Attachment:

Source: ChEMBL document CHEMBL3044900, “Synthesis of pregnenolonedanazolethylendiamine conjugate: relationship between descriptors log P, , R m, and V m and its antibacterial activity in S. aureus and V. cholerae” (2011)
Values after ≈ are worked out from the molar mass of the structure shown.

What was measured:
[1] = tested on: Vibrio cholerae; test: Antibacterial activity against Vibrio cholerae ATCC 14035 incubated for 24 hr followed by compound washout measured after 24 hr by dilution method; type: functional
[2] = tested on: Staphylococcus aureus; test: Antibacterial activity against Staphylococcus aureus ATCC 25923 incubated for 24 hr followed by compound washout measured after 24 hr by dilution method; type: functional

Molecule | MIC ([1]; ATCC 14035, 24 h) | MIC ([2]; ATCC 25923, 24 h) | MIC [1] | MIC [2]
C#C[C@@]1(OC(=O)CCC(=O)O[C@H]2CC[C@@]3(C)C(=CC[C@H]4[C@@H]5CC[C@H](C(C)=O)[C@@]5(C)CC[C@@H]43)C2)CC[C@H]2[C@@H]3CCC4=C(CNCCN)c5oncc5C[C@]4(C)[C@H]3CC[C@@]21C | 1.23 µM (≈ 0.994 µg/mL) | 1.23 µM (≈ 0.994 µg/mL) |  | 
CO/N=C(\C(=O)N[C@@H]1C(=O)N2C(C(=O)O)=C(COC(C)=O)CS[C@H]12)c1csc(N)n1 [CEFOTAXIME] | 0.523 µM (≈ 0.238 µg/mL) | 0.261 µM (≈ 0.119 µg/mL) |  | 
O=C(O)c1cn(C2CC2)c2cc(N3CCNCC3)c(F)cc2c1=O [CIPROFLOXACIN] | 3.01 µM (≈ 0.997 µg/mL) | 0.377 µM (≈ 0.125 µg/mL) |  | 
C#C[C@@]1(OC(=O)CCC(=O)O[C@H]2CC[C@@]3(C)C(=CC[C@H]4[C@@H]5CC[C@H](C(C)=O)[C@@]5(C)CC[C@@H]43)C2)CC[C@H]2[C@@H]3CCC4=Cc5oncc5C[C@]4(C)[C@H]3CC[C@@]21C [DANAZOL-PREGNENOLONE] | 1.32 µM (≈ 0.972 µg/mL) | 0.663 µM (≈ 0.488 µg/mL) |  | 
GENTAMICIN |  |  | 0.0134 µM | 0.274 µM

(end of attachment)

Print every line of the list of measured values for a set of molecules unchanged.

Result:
Source: ChEMBL document CHEMBL3044900, “Synthesis of pregnenolonedanazolethylendiamine conjugate: relationship between descriptors log P, , R m, and V m and its antibacterial activity in S. aureus and V. cholerae” (2011)
Values after ≈ are worked out from the molar mass of the structure shown.

What was measured:
[1] = tested on: Vibrio cholerae; test: Antibacterial activity against Vibrio cholerae ATCC 14035 incubated for 24 hr followed by compound washout measured after 24 hr by dilution method; type: functional
[2] = tested on: Staphylococcus aureus; test: Antibacterial activity against Staphylococcus aureus ATCC 25923 incubated for 24 hr followed by compound washout measured after 24 hr by dilution method; type: functional

Molecule | MIC ([1]; ATCC 14035, 24 h) | MIC ([2]; ATCC 25923, 24 h) | MIC [1] | MIC [2]
C#C[C@@]1(OC(=O)CCC(=O)O[C@H]2CC[C@@]3(C)C(=CC[C@H]4[C@@H]5CC[C@H](C(C)=O)[C@@]5(C)CC[C@@H]43)C2)CC[C@H]2[C@@H]3CCC4=C(CNCCN)c5oncc5C[C@]4(C)[C@H]3CC[C@@]21C | 1.23 µM (≈ 0.994 µg/mL) | 1.23 µM (≈ 0.994 µg/mL) |  | 
CO/N=C(\C(=O)N[C@@H]1C(=O)N2C(C(=O)O)=C(COC(C)=O)CS[C@H]12)c1csc(N)n1 [CEFOTAXIME] | 0.523 µM (≈ 0.238 µg/mL) | 0.261 µM (≈ 0.119 µg/mL) |  | 
O=C(O)c1cn(C2CC2)c2cc(N3CCNCC3)c(F)cc2c1=O [CIPROFLOXACIN] | 3.01 µM (≈ 0.997 µg/mL) | 0.377 µM (≈ 0.125 µg/mL) |  | 
C#C[C@@]1(OC(=O)CCC(=O)O[C@H]2CC[C@@]3(C)C(=CC[C@H]4[C@@H]5CC[C@H](C(C)=O)[C@@]5(C)CC[C@@H]43)C2)CC[C@H]2[C@@H]3CCC4=Cc5oncc5C[C@]4(C)[C@H]3CC[C@@]21C [DANAZOL-PREGNENOLONE] | 1.32 µM (≈ 0.972 µg/mL) | 0.663 µM (≈ 0.488 µg/mL) |  | 
GENTAMICIN |  |  | 0.0134 µM | 0.274 µM